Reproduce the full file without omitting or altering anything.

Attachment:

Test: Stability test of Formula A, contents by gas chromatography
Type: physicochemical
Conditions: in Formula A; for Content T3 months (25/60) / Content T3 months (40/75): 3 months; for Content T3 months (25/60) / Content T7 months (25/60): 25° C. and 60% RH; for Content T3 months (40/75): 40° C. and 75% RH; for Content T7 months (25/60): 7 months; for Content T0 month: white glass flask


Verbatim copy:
Test: Stability test of Formula A, contents by gas chromatography
Type: physicochemical
Conditions: in Formula A; for Content T3 months (25/60) / Content T3 months (40/75): 3 months; for Content T3 months (25/60) / Content T7 months (25/60): 25° C. and 60% RH; for Content T3 months (40/75): 40° C. and 75% RH; for Content T7 months (25/60): 7 months; for Content T0 month: white glass flask